I haven't posted about anxiety in awhile. I think it's just because I've been doing well, so it's not really crossed my mind as much. Instead of overthinking things daily or bi-daily (if that's a word), it only happens when I'm doing something completely new.
I have focused on saying Yes to things that make me anxious because I know I'd benefit greatly from them. Usually after saying Yes to a coffee with a new friend, a dinner date, a business lunch, or a marketing event, I get worked up just thinking about the negative outcomes to the point where I consider canceling, as if just not going would be better than the possibility of a panic attack. I convince myself why it's not a big deal if I don't go. But let me tell you—this month I've gotten my ass to every scary thing I tried to talk myself out of (once my boyfriend may have forced me to go) and I've left afterwards on cloud nine.
Every time I do something that scares me, I leave in the best mood ever.
Last week a fitness YouTuber from Glasgow named Naturally Stefanie was doing a talk at Edinburgh University for Freshers Week. I wanted to see her but of course, so many things went through my mind:
- How small is the venue?
- Is it underground?
- What if I pass out?
- What if I need to leave because I feel faint or sick and it's distracting and she notices and thinks I didn't care to stay?
Just 5 minutes before the talk, I wanted to convince my boyfriend not to go. I planned it out in my head: "Oh, it'll all about vegan stuff. It's not a big deal. It'll be busy, we might not even get in without a ticket, etc.." but instead I told him "I'm nervous". Some people would baby me and say "It's okay, we don't have to go" but my boyfriend isn't like that. He thought I was joking because Stefanie is a mini-celebrity to us. Instead of barricading the door and pleading my case, I put on a brave face and we went to the talk.
Luckily, I was able to stand right near the exit and pay attention to Stefanie's talk without worrying. She answered questions about her fitness journey, veganism, and how to get started with weight-lifting. It was really informative and I was pleased to see how many people were there and curious to learn more about fitness.
Tip: learn little tricks that help ease you in triggering situations.
From practice, I've learned techniques to make scary situations easier. Instead of avoiding concerts, plays, lectures, and restaurants, I plan ahead. This might mean I have to tell my friends that it would be best if we can sit by the exit, which they are happy to do. I made the mistake of worrying not only about the event, but being an inconvenience to whoever I was with. I usually felt less anxious when I was in a situation alone than I did in the same situation with friends. I didn't want to let them down. This is how I learned who my true friends were. I've had friends in the past ditch me or ridicule me for my anxiety. I've had friends completely understand and be there for me. These friends are the true friends. But please remember this: It's your job to communicate. Do not expect your friends to know how to help you. You need to give them the tools to help you.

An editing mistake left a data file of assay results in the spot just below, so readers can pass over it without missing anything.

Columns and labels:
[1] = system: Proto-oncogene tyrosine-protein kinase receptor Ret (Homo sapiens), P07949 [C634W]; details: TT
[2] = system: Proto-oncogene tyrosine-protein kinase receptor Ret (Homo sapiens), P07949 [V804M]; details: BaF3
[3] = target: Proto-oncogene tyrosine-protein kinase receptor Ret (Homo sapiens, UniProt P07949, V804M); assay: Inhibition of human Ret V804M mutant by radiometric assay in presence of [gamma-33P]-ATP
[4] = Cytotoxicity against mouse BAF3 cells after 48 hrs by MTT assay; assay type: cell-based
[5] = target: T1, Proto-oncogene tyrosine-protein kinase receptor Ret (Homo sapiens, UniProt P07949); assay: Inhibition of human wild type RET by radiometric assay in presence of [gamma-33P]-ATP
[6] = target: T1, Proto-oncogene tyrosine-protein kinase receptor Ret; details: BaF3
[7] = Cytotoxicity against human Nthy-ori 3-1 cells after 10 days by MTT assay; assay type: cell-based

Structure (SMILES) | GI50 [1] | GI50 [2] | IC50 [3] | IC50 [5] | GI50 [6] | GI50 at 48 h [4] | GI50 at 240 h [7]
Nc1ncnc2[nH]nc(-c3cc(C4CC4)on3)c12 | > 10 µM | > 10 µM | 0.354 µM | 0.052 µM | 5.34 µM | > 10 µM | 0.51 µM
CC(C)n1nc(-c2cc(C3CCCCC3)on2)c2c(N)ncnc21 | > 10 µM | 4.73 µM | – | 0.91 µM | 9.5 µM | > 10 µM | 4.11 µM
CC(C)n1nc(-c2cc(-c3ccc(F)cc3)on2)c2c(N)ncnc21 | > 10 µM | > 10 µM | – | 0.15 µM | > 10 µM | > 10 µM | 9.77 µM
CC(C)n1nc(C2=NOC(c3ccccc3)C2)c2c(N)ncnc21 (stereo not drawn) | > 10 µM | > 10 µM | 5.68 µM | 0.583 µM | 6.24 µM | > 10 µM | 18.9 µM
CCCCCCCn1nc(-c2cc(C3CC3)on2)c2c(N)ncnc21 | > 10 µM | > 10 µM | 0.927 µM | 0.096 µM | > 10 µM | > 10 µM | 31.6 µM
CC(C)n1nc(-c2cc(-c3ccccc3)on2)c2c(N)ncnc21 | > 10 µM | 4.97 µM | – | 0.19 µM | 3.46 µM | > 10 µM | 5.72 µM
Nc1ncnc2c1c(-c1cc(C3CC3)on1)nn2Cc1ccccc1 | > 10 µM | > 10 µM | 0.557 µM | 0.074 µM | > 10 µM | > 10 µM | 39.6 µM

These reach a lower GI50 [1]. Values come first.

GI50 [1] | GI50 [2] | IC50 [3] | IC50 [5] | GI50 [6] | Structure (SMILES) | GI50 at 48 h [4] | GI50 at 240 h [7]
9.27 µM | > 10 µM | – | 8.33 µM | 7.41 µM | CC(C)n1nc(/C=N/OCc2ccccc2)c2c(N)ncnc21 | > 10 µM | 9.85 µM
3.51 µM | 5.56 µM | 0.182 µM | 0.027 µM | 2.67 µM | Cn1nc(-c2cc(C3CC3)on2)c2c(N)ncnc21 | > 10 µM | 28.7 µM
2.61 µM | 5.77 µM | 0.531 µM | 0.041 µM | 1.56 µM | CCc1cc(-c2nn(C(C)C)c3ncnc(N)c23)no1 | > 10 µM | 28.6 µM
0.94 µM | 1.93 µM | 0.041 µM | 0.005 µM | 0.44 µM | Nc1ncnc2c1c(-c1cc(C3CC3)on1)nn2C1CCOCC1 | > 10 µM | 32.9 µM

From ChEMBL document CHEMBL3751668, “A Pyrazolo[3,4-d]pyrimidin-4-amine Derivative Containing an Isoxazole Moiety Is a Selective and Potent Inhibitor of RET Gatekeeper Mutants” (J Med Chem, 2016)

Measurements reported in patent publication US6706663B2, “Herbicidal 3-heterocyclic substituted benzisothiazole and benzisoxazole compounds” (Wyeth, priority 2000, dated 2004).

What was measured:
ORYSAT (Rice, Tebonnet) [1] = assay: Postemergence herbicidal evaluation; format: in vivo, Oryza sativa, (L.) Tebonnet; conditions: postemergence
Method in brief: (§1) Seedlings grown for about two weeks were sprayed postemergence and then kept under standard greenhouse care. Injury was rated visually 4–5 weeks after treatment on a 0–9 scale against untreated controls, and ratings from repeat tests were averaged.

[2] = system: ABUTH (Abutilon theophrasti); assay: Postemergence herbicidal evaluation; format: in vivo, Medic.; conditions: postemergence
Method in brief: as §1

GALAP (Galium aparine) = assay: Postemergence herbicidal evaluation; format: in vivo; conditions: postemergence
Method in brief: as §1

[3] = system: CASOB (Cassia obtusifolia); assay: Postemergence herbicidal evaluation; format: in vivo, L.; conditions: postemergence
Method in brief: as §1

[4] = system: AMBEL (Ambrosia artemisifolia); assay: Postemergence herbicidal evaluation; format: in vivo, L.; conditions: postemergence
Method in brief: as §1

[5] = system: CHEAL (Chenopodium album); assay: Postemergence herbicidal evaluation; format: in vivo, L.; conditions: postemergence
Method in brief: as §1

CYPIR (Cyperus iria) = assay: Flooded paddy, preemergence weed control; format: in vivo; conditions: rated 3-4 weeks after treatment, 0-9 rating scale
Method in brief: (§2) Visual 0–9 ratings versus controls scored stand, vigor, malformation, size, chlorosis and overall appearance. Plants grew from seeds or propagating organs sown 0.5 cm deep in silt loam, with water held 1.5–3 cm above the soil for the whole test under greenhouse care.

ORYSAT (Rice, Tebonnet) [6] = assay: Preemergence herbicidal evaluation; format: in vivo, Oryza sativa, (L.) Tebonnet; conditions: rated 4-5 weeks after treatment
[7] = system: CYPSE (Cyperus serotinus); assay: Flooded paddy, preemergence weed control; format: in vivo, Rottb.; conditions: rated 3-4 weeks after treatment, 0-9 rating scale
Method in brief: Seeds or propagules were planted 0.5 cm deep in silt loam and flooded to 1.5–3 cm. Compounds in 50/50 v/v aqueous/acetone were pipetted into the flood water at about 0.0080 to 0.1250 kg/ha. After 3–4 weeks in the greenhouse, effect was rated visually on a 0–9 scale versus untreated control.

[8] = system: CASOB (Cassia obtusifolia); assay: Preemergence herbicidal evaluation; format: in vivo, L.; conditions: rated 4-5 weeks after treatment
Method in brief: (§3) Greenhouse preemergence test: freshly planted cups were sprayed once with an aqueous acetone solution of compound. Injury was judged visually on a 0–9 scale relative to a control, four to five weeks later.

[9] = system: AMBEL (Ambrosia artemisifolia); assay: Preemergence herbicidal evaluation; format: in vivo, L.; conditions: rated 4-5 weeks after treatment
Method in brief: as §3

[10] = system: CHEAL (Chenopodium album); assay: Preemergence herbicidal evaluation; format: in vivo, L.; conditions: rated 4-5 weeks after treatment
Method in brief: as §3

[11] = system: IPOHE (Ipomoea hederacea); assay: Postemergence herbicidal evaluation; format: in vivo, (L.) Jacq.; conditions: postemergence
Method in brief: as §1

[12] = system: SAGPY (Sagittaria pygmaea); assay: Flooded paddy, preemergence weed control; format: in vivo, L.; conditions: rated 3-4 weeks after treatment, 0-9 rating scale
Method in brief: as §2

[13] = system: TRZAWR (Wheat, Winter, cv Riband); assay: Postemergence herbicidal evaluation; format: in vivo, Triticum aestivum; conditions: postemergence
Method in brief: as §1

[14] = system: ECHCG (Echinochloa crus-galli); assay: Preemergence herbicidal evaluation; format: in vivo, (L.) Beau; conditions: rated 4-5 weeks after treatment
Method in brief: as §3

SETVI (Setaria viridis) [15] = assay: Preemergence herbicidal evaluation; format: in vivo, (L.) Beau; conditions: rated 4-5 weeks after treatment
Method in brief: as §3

For example: If I'm anxious on the bus with my boyfriend, I used to say: "I'm really anxious" and freeze up as the panic took over. Now, I say: "I'm feeling a bit anxious. I think it's because it's crowded here and my stomach hurts. Can we talk about something to distract me?"
After Stefanie's talk, I beelined it past all the nervous freshers standing around awkwardly to Stefanie and had a nice chat with her. It made my week to talk to her! Not because she's famous in the Gymshark community, but because she was down-to-earth and gave me great advice for my blog.
something that scares and excites me coming soon...
In a week, I am flying to Chicago to volunteer at Forefront, a conference for entrepreneurs. I had to apply for a position and my anxiety did the same thing it always does: makes me irritable and tries to convince me of reasons why it's not a big deal if I don't do it. The truth was, I was just afraid. But I told myself not to overthink this and just submit the video application. If I get accepted, I'll go from there.
A few weeks later, I got accepted and I've decided to go! It's a huge opportunity I can't pass up. Luckily I'll have my sister with me, but I'm lying if I say I'm not really nervous. I constantly have to remind myself that I am a strong person and that if I did have a panic attack, the other volunteers would understand.
My "What ifs?" are immediately followed by "Does it matter?" -- No, it doesn't!
I'm excited for Forefront for many reasons—to learn, to meet cool people, to experience something new, to meet Ramit Sethi, and also, to prove to myself that I can do anything I set my mind to. This is going to be an exercise for my mentality. (I don't want to say anxiety anymore, I'm so sick of that word.) Forefront is going to show me how important taking a risk is. I know that I will leave Forefront extremely happy and inspired. The fact that I've predicted that outcome over a negative one is proof that I've come a long way.
Anxiety is hard and it doesn't just magically go away, but as we get older and we understand the way the world around us works and we understand our values, anxiety gets easier to deal with. For example, I don't care nearly as much about judgments from random girls as I used to in high school. Right now I'm reading The Philosophy of Cognitive-Behavioural Therapy by Donald Robertson and it's teaching me the connection between stoic philosophy and CBT. Anxiety arises from a way of thinking and philosophy teaches us to understand that thinking and how to change it. More on this to come.
Comment below and tell me something you're doing soon or want to do soon that excites you and scares you. I'll provide you with some motivation!